Originally posted by Kent Enfield
I would not say it is a problem in post-renaissance swordsmanship though, because by and large 18th and 19thC fencing keeps one foot (the right foot) forward, so footwork is MUCH quicker and easier to learn.
Generally speaking, in medieval longsword if you cut from the right you end with the right foot forward, if you cut from the left then you end with the left foot forward. When people get this right it looks and works great, when they get it wrong it looks a mess.
But something I think that is important if you're taking a combative approach to martial arts, is that the most important thing is to win, even if you look messy . It just so happens that what looks most tidy and perfect normally wins.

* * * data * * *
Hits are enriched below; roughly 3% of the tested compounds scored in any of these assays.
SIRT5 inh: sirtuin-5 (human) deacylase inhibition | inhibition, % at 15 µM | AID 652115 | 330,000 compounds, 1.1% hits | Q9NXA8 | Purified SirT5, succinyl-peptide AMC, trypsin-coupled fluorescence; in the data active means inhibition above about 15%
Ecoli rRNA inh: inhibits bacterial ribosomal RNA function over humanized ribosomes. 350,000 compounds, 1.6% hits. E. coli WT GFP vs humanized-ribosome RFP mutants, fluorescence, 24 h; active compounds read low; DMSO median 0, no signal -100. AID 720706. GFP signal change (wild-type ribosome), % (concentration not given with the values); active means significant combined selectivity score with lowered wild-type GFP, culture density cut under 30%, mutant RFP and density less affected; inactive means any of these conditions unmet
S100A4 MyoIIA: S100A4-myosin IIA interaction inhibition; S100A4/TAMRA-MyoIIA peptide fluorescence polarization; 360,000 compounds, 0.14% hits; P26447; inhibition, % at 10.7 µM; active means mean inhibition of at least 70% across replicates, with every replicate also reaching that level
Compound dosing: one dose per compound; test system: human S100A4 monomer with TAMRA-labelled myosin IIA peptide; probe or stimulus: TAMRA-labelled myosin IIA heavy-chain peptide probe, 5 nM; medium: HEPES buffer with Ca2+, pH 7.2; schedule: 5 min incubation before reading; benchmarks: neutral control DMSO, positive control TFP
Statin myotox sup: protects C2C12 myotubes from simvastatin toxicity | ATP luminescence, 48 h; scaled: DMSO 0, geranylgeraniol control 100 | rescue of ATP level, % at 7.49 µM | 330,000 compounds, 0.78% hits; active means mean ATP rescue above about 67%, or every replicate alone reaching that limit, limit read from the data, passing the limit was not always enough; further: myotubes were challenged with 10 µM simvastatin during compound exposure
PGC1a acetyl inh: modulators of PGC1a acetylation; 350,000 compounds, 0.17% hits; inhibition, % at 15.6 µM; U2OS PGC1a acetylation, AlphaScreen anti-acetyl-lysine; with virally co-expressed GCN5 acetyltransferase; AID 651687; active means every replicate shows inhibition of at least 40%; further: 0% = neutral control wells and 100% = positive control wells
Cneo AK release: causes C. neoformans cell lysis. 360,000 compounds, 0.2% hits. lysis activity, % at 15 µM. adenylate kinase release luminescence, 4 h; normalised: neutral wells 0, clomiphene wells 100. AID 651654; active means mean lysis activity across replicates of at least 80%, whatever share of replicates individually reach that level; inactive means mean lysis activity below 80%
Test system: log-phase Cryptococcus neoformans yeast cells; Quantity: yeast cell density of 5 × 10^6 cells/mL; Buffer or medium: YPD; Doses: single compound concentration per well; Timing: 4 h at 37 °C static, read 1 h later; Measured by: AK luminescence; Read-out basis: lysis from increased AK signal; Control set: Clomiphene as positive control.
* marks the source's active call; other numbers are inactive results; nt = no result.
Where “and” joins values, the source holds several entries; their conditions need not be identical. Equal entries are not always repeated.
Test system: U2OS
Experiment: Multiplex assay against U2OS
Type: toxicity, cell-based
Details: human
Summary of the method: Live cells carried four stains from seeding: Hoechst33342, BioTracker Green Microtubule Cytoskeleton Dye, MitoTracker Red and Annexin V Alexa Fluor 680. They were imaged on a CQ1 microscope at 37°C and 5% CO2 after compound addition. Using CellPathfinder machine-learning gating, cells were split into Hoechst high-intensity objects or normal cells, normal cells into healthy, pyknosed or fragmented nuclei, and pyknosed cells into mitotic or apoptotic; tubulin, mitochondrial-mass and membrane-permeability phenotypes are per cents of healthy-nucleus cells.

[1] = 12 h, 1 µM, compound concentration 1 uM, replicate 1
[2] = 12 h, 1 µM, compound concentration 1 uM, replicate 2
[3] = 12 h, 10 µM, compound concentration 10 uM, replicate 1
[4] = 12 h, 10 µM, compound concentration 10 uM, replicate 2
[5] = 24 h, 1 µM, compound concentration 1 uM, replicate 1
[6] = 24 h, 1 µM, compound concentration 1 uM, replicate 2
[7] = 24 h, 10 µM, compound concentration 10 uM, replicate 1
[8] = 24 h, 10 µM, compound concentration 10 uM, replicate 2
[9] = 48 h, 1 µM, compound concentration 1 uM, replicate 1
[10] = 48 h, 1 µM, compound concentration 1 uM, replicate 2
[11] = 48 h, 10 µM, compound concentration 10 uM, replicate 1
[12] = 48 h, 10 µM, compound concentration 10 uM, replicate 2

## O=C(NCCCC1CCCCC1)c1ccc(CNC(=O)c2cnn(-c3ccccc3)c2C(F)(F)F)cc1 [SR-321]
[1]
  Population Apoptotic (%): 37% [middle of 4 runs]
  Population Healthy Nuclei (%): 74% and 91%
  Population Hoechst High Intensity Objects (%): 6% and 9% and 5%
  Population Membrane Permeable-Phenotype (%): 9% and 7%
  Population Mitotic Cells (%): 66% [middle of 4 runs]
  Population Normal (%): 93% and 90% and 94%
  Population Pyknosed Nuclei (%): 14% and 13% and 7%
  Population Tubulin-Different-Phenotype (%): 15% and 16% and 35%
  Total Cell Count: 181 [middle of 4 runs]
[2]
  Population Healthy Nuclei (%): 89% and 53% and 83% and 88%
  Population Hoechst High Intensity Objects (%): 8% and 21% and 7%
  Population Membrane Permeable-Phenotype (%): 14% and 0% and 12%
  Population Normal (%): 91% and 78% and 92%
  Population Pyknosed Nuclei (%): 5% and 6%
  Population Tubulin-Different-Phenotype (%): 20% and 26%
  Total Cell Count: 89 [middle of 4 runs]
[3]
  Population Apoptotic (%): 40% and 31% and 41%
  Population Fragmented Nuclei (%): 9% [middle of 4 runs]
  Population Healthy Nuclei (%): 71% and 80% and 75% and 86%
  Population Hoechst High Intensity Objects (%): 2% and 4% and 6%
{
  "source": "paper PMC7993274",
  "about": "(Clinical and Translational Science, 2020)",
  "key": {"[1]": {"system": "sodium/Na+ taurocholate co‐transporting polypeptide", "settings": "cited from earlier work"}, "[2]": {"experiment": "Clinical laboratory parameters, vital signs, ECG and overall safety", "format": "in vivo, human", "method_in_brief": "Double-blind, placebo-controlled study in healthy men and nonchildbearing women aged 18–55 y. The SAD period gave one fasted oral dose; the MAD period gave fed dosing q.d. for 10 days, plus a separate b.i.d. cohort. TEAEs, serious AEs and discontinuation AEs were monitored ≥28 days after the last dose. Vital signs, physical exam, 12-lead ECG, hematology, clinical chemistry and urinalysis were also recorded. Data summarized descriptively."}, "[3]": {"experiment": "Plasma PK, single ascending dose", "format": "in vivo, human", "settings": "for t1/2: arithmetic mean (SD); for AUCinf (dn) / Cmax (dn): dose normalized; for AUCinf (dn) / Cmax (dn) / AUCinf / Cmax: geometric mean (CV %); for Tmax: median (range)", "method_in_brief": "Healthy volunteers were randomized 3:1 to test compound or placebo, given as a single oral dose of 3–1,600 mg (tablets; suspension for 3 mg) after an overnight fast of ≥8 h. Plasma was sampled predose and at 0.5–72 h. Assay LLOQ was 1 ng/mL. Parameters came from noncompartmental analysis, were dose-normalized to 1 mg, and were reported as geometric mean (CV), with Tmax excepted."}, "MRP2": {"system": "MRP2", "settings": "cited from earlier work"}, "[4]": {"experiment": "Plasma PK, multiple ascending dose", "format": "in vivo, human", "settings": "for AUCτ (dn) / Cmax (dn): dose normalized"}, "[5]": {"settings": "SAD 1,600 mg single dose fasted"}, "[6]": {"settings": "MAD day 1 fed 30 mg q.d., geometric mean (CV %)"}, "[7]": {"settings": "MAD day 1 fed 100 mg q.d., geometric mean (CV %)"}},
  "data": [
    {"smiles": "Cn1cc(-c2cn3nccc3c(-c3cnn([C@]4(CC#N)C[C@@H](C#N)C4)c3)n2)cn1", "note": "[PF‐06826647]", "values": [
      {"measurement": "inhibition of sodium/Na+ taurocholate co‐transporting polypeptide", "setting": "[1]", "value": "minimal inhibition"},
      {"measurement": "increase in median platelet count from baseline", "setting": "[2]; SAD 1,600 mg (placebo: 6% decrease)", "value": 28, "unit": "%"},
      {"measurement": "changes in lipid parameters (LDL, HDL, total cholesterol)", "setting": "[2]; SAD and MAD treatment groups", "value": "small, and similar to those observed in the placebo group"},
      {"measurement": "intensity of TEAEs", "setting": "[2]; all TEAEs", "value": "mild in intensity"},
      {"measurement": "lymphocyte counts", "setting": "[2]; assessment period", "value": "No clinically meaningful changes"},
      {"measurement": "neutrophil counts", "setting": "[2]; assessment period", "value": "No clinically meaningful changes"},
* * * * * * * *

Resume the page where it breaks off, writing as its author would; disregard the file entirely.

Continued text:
This is of course a divergent concept with kendo - at least that's the impression I have, as it's my understanding that in kendo points are awarded when the formula for a strike comes together in the judge's eyes, whereas we might be concentrating on simply incapacitating the other person before they do it to us (in theory). Therefore there is a theoretical difference between what we and kendoka are trying to achieve.
I still think that playing by our rules we would generally do better and playing by kendo rules kendoka would generally do better (I and others in the group have had bouts with kendoka incidentally).